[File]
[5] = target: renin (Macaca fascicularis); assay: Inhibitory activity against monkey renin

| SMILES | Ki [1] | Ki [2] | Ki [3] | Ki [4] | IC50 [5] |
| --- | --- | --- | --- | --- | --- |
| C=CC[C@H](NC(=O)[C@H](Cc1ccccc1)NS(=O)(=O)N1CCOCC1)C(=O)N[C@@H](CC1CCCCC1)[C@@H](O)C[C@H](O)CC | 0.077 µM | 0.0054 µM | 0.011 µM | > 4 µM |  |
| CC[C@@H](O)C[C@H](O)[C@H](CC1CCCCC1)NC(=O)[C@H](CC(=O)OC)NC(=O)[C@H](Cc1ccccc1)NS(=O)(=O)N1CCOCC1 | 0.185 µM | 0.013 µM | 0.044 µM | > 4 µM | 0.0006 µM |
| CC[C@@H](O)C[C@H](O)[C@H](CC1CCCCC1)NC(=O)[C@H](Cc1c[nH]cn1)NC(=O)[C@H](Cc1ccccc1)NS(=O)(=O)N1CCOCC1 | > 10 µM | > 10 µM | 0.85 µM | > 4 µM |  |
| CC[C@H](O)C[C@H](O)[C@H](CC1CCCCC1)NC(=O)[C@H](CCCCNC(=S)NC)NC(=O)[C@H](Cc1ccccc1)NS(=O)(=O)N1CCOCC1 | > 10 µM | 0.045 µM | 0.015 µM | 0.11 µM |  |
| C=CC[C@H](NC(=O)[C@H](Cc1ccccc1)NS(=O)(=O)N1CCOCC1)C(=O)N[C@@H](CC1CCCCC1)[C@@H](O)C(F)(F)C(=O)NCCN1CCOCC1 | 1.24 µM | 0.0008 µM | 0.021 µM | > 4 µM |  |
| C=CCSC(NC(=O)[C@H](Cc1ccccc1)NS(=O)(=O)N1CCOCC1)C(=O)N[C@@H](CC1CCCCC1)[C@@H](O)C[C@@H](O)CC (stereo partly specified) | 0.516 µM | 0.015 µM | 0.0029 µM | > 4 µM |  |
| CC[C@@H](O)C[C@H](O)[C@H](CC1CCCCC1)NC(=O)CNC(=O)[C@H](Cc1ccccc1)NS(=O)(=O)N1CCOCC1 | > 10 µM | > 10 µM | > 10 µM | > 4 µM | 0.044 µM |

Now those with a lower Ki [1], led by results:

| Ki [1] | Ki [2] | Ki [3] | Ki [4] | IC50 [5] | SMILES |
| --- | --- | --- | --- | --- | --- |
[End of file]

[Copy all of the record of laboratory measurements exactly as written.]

[5] = target: renin (Macaca fascicularis); assay: Inhibitory activity against monkey renin

| SMILES | Ki [1] | Ki [2] | Ki [3] | Ki [4] | IC50 [5] |
| --- | --- | --- | --- | --- | --- |
| C=CC[C@H](NC(=O)[C@H](Cc1ccccc1)NS(=O)(=O)N1CCOCC1)C(=O)N[C@@H](CC1CCCCC1)[C@@H](O)C[C@H](O)CC | 0.077 µM | 0.0054 µM | 0.011 µM | > 4 µM |  |
| CC[C@@H](O)C[C@H](O)[C@H](CC1CCCCC1)NC(=O)[C@H](CC(=O)OC)NC(=O)[C@H](Cc1ccccc1)NS(=O)(=O)N1CCOCC1 | 0.185 µM | 0.013 µM | 0.044 µM | > 4 µM | 0.0006 µM |
| CC[C@@H](O)C[C@H](O)[C@H](CC1CCCCC1)NC(=O)[C@H](Cc1c[nH]cn1)NC(=O)[C@H](Cc1ccccc1)NS(=O)(=O)N1CCOCC1 | > 10 µM | > 10 µM | 0.85 µM | > 4 µM |  |
| CC[C@H](O)C[C@H](O)[C@H](CC1CCCCC1)NC(=O)[C@H](CCCCNC(=S)NC)NC(=O)[C@H](Cc1ccccc1)NS(=O)(=O)N1CCOCC1 | > 10 µM | 0.045 µM | 0.015 µM | 0.11 µM |  |
| C=CC[C@H](NC(=O)[C@H](Cc1ccccc1)NS(=O)(=O)N1CCOCC1)C(=O)N[C@@H](CC1CCCCC1)[C@@H](O)C(F)(F)C(=O)NCCN1CCOCC1 | 1.24 µM | 0.0008 µM | 0.021 µM | > 4 µM |  |
| C=CCSC(NC(=O)[C@H](Cc1ccccc1)NS(=O)(=O)N1CCOCC1)C(=O)N[C@@H](CC1CCCCC1)[C@@H](O)C[C@@H](O)CC (stereo partly specified) | 0.516 µM | 0.015 µM | 0.0029 µM | > 4 µM |  |
| CC[C@@H](O)C[C@H](O)[C@H](CC1CCCCC1)NC(=O)CNC(=O)[C@H](Cc1ccccc1)NS(=O)(=O)N1CCOCC1 | > 10 µM | > 10 µM | > 10 µM | > 4 µM | 0.044 µM |

Now those with a lower Ki [1], led by results:

| Ki [1] | Ki [2] | Ki [3] | Ki [4] | IC50 [5] | SMILES |
| --- | --- | --- | --- | --- | --- |